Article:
NYU Paris students struggle to navigate citywide strikes

As protests escalate, students at NYU Paris face increasingly difficult commutes.


Sydney Barragan

(Sydney Barragan for WSN)

Sydney Barragan, Editor-at-large

In Paris’ Latin Quarter, students are making their way to class on sidewalks lined by piles of trash left untouched by sanitation workers. It comes as no surprise to students at NYU Paris — multiple emails from university administrators over the past two months warned of ongoing unrest in the French capital.

Anger has been intensifying in Paris since President Emmanuel Macron’s divisive reform to the nation’s pension system, which raised the national retirement age from 62 to 64. On March 16, Macron utilized Article 49.3 of the constitution to push his bill through without a vote of approval in the National Assembly.

A week later, crowds stormed Paris’ Place de la Concorde, the site of Louis XVI’s execution, with some even chanting, “Louis XVI, they beheaded you. Macron, we can do it again.” Across the country, frenzied protests have also continued, closing airports, disrupting public transportation, interrupting essential services and even setting the Bordeaux City Hall ablaze.

“The strikes have been a major inconvenience for me,” Gallatin student William Apostolica said. “They interrupted the metro services and have caused a great deal of trash along the streets of Paris. The sounds of the sirens from the police cars have been quite exhausting to listen to on loop.”

Since strikes began in January, NYU Paris students have been warned of interruptions to the transit system with frequent emails from the Office of Student Life & Services, and had been advised to set aside ample time when commuting if their classes had not already been moved to Zoom. Despite the warning, delayed and infrequent trains have continued to cause issues for students on their way to campus.

Students living the farthest away from campus —in Résidence Étudiante Paris Bagnolet, Les Estudines, located just outside Paris’ city limits — were most impacted by the disruptions. Living well past walking distance from campus, these students rely on a running transit system to get to class even more than their classmates.

Gallatin student and Les Estudines resident Zamiya Jean had two classes on one day during a strike, and was unaware that the train she would need to take home that evening had stopped running earlier in the afternoon.

“I took the 4 and tried to transfer, but I ended up getting stuck because the train was closed,” Jean said. “From there, I had to figure out how to bike all the way home. I made it safely even though my phone died on the way.”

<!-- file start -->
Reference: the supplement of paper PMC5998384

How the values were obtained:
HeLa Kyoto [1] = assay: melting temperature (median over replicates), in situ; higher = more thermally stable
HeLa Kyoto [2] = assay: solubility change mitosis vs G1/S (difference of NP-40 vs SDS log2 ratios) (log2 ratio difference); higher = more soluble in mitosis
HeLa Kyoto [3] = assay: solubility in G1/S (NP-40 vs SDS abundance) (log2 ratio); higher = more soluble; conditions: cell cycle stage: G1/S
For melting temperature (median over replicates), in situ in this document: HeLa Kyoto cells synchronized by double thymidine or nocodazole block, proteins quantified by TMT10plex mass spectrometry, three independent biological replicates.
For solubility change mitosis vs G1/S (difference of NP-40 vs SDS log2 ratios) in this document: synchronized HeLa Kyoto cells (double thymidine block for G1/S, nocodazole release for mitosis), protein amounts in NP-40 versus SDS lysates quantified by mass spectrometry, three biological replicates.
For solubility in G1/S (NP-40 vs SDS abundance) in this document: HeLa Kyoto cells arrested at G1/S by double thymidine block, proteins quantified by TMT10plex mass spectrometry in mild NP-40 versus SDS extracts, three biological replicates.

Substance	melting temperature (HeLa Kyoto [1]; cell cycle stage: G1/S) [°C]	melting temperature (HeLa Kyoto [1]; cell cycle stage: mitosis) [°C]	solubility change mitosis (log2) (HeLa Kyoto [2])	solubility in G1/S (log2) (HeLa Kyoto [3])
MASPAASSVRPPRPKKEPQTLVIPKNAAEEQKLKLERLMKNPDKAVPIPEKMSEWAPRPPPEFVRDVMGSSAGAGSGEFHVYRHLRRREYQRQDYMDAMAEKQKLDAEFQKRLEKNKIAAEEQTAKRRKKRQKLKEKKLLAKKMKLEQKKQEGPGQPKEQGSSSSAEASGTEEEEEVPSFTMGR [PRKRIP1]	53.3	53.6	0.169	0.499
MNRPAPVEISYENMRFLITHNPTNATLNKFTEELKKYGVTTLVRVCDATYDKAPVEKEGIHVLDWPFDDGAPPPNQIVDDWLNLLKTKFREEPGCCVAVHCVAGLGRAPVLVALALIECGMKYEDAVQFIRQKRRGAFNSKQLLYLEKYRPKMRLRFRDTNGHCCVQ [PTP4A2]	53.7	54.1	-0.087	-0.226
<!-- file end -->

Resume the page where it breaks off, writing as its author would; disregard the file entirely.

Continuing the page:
Emails also warned students of large-scale marches across the city, instructing them to avoid all rallies and demonstrations when possible. But, as protests escalated, it became increasingly difficult for students to steer clear.

Earlier this month, Stern junior Elizabeth Velazquez saw a large group marching along Rue Bobillot from her window.

“The demonstration gathered around 4 p.m. and turned violent around 9 p.m.,” Velazquez said. “The French police, dressed in full gear, ran after the protesters and threw tear gas at the crowd.”

Since then, protests have escalated, with nearly 740,000 people participating in more than 200 strikes across France this Tuesday, 93,000 of which were concentrated in Paris alone. According to Gérald Darmanin, the country’s interior minister, 13,000 police officers were deployed across the country in response. 

The response to the proposed reform is indicative of a broader dissatisfaction with working conditions, according to Imola Streho, a former Emile Noël Fellow at NYU’s School of Law and, and a current professor at NYU Paris. 

“Everybody understands that things have to change,” Streho said. “The contestation is not about doing something, it’s more about why this is the only variable being adjusted.” 

France has an aging population due to an increase in life expectancy and a decrease in the birth rate. There are now fewer younger, working-age people who are able to support a growing number of pensioners. An increase in the minimum age of retirement serves as an attempt to balance the uneven system.

The protests’ future are still uncertain. Garbage collectors resumed work as of March 29, but major trade unions are preparing for another strike on April 6. As for NYU Paris students, classes will continue, despite the distractions. 

“From the point of view of the working class in France, I fully support them and what they’re doing,” Tisch junior Amy Petralia said. “But as a student abroad in this country, it’s difficult.”

Contact Sydney Barragan at [email protected].